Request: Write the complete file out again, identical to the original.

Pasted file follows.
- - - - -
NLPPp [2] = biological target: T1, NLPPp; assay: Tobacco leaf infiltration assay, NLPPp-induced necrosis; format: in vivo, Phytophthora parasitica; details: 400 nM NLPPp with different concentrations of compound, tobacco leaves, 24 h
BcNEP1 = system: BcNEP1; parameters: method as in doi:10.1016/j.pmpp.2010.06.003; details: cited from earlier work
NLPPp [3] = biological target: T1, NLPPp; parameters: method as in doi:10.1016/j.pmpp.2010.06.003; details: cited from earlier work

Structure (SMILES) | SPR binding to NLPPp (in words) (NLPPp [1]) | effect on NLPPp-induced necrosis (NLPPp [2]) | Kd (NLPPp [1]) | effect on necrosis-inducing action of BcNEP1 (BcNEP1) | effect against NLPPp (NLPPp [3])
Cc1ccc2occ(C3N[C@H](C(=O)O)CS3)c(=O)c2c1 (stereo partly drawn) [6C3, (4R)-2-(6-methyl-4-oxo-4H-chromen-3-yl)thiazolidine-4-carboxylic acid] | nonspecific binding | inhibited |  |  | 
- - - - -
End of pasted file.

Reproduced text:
NLPPp [2] = biological target: T1, NLPPp; assay: Tobacco leaf infiltration assay, NLPPp-induced necrosis; format: in vivo, Phytophthora parasitica; details: 400 nM NLPPp with different concentrations of compound, tobacco leaves, 24 h
BcNEP1 = system: BcNEP1; parameters: method as in doi:10.1016/j.pmpp.2010.06.003; details: cited from earlier work
NLPPp [3] = biological target: T1, NLPPp; parameters: method as in doi:10.1016/j.pmpp.2010.06.003; details: cited from earlier work

Structure (SMILES) | SPR binding to NLPPp (in words) (NLPPp [1]) | effect on NLPPp-induced necrosis (NLPPp [2]) | Kd (NLPPp [1]) | effect on necrosis-inducing action of BcNEP1 (BcNEP1) | effect against NLPPp (NLPPp [3])
Cc1ccc2occ(C3N[C@H](C(=O)O)CS3)c(=O)c2c1 (stereo partly drawn) [6C3, (4R)-2-(6-methyl-4-oxo-4H-chromen-3-yl)thiazolidine-4-carboxylic acid] | nonspecific binding | inhibited |  |  | 